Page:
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Seeking Reparations for victims of human rights violations in Myanmar: Workshop

21 – 22 November, 2016, Chaung Thar beach ND-Burma and its partner organisations held a workshop to discuss ways of ensuring victims of human rights violations in Myanmar receive reparations for the abuses they have suffered. 30 participants from ND-Burma member organisations and its partners took part in the workshop. This included the Karen Human Rights Group, 88 Generation and Open Society, Future Light Centre, Genuine People’s Servants, Former Political

From Conflicts to Peace: Human Rights and Transitional Justice Workshop Kicks off the Asia Pro Bono Exchange

The field of human rights in a region as large as Asia is an ambitious topic to cover in a one-day workshop. With the support of numerous partners including Asia Justice and Rights (AJAR), Bridges Across Borders Southeast Asia Community Legal Education Initiative (BABSEACLE) and the United Nations Office of the High Commission on Human Rights (UNOHCHR) held such a workshop in Bali, Indonesia on August 29, 2016. AJAR and

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Paul Vrieze, Yangon, International Justice Tribune, No 171, 3 December, 2014 A recent independent report finds three senior military officers could be held responsible for war crimes and crimes against humanity allegedly committed by Myanmar army personnel during an offensive against ethnic armed groups in the east of the country. Last month, the International Human Rights Clinic at the Harvard School of Law published a legal memorandum finding sufficient evidence

consultation organized by border-based civil society organisations with the Nationwide Ceasefire Coordination Team (NCCT)

(Saw Yan Naing / The Irrawaddy) CHIANG MAI, Thailand — Burmese civil society groups on Sunday urged ethnic peace negotiators to implement transitional justice as the country inches closer to a nationwide ceasefire agreement. Forty-two representatives of about 25 CSOs made the recommendation during a meeting with the Nationwide Ceasefire Coordination Team (NCCT) in Chiang Mai, northern Thailand, from Nov. 22-23. The NCCT is the negotiating bloc representing Burma’s myriad

In this file photo, displaced Karen villagers are forced to uproot their lives and move because of conflict. (PHOTO: DVB)

An alliance of rights groups revealed on Thursday that they have documented 103 cases of human rights abuse in Burma since the start of 2014. A 21-page report by the Network for Human Rights Documentation-Burma (ND-Burma), released on Thursday, claimed that violations are still “rampant” in conflict areas as well as in territories currently under ceasefire agreements. Among the documented violations, which the group said are “just a fraction of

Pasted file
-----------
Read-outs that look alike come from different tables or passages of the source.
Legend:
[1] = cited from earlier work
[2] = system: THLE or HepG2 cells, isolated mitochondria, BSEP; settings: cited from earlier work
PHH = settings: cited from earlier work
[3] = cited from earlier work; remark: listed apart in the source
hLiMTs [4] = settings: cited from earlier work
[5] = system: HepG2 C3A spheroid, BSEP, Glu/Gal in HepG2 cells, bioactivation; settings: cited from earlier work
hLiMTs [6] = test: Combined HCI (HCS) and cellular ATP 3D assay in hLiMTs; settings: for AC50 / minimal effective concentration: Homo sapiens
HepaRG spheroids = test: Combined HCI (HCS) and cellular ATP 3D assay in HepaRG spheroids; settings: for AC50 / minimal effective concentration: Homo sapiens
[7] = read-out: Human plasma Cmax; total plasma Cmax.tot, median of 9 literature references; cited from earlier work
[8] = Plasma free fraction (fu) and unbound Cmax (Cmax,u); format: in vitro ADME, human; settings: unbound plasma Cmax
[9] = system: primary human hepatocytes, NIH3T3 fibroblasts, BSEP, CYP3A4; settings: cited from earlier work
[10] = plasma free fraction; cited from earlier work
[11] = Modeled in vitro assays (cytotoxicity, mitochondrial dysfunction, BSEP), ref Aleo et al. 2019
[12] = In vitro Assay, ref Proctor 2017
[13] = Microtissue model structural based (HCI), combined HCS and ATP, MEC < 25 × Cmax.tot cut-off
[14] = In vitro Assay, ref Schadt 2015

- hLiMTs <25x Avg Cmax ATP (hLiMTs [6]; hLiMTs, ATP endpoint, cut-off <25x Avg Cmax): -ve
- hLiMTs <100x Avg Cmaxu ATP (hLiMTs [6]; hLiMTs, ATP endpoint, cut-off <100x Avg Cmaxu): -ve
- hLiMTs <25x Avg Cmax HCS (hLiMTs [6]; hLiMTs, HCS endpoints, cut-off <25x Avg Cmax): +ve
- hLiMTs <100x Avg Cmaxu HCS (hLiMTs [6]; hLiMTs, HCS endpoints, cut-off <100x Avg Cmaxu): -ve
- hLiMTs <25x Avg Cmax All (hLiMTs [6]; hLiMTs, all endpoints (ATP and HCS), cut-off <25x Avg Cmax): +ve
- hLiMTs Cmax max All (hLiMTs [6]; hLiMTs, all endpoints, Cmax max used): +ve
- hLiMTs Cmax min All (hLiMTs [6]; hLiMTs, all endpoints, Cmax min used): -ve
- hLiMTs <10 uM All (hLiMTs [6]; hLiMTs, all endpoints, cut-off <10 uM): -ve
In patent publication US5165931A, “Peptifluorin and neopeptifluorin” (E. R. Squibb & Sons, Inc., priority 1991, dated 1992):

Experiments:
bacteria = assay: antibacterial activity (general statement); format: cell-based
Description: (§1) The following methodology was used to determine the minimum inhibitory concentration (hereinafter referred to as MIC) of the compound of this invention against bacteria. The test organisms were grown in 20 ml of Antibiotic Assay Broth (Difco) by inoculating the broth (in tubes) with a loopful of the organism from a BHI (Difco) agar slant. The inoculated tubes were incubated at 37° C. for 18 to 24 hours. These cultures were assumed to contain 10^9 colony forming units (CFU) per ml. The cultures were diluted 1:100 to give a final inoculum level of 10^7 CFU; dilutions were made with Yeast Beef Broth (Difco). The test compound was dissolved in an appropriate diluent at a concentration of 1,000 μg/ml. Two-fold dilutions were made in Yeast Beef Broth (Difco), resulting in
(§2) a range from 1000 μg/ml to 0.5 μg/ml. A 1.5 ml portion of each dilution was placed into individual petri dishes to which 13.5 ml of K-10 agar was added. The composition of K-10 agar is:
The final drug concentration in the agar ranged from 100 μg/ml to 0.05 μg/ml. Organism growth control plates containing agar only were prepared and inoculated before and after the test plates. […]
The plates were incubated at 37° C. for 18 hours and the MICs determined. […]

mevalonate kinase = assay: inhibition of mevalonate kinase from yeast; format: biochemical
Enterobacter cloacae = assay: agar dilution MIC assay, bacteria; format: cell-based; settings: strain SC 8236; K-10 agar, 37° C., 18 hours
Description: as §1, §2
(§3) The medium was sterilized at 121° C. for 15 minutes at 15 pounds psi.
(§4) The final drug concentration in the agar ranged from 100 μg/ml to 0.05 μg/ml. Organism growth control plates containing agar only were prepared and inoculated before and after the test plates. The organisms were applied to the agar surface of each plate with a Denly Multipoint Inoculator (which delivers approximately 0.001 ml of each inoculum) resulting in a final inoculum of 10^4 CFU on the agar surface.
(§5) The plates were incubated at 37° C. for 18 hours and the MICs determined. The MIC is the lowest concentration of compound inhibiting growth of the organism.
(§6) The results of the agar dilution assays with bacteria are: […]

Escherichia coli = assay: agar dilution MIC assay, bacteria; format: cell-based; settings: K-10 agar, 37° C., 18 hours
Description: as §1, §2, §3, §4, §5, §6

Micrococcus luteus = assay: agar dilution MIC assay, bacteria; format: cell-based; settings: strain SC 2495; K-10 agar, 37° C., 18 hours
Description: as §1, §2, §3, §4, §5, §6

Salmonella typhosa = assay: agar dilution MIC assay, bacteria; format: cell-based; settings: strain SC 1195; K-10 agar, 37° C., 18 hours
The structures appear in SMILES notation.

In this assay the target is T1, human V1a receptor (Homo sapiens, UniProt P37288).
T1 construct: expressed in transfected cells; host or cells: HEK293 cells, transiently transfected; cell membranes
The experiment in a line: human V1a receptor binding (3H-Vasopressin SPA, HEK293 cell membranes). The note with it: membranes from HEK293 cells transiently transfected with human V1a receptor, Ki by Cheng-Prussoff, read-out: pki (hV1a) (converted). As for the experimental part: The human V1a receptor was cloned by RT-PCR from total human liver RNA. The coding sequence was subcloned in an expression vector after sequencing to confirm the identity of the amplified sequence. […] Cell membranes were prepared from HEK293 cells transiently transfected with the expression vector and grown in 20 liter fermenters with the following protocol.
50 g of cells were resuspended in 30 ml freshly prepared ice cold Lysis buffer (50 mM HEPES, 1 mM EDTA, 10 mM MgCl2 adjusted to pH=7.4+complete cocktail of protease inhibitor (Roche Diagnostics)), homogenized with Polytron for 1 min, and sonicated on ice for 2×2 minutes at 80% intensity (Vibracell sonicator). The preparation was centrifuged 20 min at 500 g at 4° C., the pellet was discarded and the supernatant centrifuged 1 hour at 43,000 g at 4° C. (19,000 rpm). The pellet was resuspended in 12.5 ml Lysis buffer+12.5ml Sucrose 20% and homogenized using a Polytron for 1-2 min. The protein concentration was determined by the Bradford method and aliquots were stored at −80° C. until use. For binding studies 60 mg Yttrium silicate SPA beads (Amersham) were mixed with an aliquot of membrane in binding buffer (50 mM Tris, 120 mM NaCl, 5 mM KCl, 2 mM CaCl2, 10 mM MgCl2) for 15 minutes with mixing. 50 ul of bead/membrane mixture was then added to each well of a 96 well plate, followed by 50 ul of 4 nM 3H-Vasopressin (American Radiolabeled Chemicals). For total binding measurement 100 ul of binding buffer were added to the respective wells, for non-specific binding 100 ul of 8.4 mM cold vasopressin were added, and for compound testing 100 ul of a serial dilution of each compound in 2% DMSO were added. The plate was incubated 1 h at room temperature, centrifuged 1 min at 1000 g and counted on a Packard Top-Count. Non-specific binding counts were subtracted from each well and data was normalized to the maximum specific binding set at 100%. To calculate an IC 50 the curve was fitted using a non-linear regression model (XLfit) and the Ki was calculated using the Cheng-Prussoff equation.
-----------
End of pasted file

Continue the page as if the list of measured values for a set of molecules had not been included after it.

The resolution on the situation of human rights in Myanmar

Welcoming also the report of the Special Rapporteur on the situation of human rights in Myanmar5 and the access granted to him during his visits to Myanmar from 11 to 16 February and 11 to 21 August 2013, 1. Welcomes the positive developments in Myanmar and the stated commitment of the Government of Myanmar to continue on the path of political and economic reform, democratization and national reconciliation and the

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“Human Rights Situation Deteriorated as Fighting Intensified in Kachin State” Burma’s human rights situation in January 2013 remained poor, in large part, due to the intensified fighting in Kachin State.  In January 2013, the Burmese military admitted that it had launched an aerial assault against the strongholds of the KIO/KIA. According to a member organization of the ND-Burma, there are over 25,000 refugees being sheltered in close proximity to the

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The British Foreign and Commonwealth Office published its Human Rights and Democracy report for 2011 on July 10th. The report highlights on-going serious human rights abuses in Burma, despite some welcome reforms, stating in its introduction: “2011 was marked by some unexpected and positive political developments in Burma, although significant long-term challenges remained.”

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(Reuters) – When hundreds of political prisoners were released from Myanmar’s jails in January, supporters greeted them in jubilant scenes. But for Myo Min, a 36-year-old electrical repairman and dissident, the reunion with his wife and children after three years in jail was muted.